DAL’S Collider Opens Its Doors
October 09th, 2015
Dalhousie University’s Norman Newman Centre for Entrepreneurship on Thursday launched the Collider, a space on the second floor of the Killam Library to promote entrepreneurship within the university and the entrepreneur community.
The Collider is branded as a “space for the serendipitous collision of ideas.” Though not officially called the Collider until Thursday, the room has been used since 2012 for Mary Kilfoil’s Starting Lean class, where students learn about and develop startups. The Collider has already been booked for events, such as a marine hack-a-thon and Startup Weekend, to promote its mission for idea dispersion.
Kilfoil and Norman Newman Centre Entrepreneurship Director Ed Leach were the ones who pushed to officially make the space the Collider.
Several teams from the Starting Lean class spoke about the importance of the Collider to them. Some teams’ businesses are already making progress after completing Starting Lean this past April. Site2020, which makes automated construction flaggers, is one of these teams. The startup recently won the Pitch 101 contest at Invest Atlantic and plans to release its product next spring.
“The amount of innovation that goes into this class is obscene,” Site2020 Co-Founder Cole Campbell said.
Some of this semester’s Staring Lean teams were also there. A student in that cohort presented his team’s idea for a device to make scuba diving safer.
The three teams that were there from the 2012 Starting Lean cohort have all transformed into growth-stage companies. Sage Mixology provided the Collider launch with its new ginger and apple flavoured beers for its alcohol line, Crazy Beard. Analyze Re, which helps insurance and reinsurance companies analyze big data, is making great headway in the industry. Spring Loaded Technologies, which creates bionic knee braces, is going to soon start manufacturing 8000 knee braces a year, potentially bringing in $12 million in revenue.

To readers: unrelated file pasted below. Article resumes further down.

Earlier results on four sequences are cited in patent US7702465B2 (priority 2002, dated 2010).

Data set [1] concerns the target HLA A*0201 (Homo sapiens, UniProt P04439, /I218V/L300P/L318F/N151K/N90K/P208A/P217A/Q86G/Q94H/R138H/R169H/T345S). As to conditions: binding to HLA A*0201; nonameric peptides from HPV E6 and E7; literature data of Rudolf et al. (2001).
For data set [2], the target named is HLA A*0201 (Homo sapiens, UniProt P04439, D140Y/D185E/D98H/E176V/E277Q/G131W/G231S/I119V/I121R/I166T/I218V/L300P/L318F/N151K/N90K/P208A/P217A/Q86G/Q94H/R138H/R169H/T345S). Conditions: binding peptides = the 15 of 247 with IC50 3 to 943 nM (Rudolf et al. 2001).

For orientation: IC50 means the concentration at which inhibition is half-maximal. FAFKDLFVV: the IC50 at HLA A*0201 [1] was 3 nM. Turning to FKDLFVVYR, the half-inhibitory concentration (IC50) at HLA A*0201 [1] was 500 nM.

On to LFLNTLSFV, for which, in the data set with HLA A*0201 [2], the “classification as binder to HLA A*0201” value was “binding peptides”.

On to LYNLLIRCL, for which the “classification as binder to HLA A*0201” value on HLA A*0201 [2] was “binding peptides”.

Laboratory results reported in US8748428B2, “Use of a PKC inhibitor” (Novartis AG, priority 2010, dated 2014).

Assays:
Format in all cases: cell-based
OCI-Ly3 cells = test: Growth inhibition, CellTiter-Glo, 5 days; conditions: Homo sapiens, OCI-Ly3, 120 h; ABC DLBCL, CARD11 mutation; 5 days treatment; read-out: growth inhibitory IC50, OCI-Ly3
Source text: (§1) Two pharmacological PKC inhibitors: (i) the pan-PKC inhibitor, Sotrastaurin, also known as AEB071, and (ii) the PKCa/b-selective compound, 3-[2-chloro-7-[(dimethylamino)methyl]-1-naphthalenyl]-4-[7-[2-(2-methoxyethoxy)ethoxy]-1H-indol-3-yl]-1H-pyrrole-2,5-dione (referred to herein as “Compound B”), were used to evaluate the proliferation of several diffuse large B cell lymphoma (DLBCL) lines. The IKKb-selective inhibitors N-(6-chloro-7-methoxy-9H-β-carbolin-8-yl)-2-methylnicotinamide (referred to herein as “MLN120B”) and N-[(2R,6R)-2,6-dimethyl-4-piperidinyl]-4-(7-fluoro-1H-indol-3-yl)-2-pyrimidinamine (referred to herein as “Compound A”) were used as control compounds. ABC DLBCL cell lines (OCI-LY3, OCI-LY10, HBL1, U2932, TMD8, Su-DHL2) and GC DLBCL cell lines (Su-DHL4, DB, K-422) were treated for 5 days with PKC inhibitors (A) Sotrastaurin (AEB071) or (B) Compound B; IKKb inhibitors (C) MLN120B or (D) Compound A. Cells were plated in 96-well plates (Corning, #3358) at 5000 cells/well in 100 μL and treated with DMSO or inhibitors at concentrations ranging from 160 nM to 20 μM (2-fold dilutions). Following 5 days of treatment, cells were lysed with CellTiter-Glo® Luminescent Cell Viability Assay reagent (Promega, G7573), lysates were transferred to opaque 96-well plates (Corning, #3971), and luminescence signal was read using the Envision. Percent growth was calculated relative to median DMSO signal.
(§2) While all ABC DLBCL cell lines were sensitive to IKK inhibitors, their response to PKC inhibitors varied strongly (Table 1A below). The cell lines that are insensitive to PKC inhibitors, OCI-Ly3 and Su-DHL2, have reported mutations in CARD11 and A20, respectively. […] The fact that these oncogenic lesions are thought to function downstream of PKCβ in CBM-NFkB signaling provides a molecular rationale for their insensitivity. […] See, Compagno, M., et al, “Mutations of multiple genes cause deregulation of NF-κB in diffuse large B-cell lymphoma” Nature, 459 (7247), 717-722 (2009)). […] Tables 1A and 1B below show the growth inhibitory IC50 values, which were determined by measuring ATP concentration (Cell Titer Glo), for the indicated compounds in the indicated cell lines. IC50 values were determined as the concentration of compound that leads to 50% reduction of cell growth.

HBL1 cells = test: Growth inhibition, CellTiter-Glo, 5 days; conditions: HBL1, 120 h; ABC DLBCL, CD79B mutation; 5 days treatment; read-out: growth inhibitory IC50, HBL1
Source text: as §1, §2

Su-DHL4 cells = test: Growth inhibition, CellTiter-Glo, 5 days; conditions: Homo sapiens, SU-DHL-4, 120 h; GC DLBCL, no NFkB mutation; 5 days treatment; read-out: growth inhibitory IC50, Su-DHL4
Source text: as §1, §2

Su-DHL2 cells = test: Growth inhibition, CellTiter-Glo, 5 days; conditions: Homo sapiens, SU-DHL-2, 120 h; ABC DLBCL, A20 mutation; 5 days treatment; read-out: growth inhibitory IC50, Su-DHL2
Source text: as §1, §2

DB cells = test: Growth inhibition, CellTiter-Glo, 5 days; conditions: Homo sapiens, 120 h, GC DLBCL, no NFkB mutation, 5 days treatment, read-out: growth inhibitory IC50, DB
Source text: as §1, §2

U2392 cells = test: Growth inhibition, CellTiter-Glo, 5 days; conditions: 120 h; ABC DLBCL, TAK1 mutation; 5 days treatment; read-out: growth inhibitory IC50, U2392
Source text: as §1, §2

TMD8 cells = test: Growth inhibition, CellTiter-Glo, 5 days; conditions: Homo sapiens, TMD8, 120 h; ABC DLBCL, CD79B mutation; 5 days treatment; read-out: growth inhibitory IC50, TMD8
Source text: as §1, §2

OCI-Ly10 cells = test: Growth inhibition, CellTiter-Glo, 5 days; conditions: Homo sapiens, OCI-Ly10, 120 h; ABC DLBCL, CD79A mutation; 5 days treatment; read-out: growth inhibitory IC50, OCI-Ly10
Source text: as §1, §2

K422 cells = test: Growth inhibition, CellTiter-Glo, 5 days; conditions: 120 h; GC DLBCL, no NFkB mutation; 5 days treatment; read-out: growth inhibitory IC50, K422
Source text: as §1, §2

“We need programs like this to build new companies, small business with technology that is built and has the potential to be global,” said Chris Cowper-Smith, CEO and Co-Founder of Spring Loaded. ”And that’s exactly what this program is doing.”
Dalhousie President Richard Florizone and University Librarian Donna Bourne-Tyson also spoke at the launch. Kilfoil said that Bourne-Tyson was very instrumental in locking down the Collider.
“This is a bit of a skunkwork project, to make things go Dal, to make things go across the Nova Scotia universities, to go across the province,” Florizone said. “I’m so excited, I’m incoherent.”
There were also presentations about student entrepreneurship outside the Starting Lean class from organizations such as Enactus, a social entrepreneurship network, and the Entrepreneurship Society.
“Welcome home, welcome to the Collider,” Leach said. “And welcome to where much of it has started and where much of it’s going to grow.”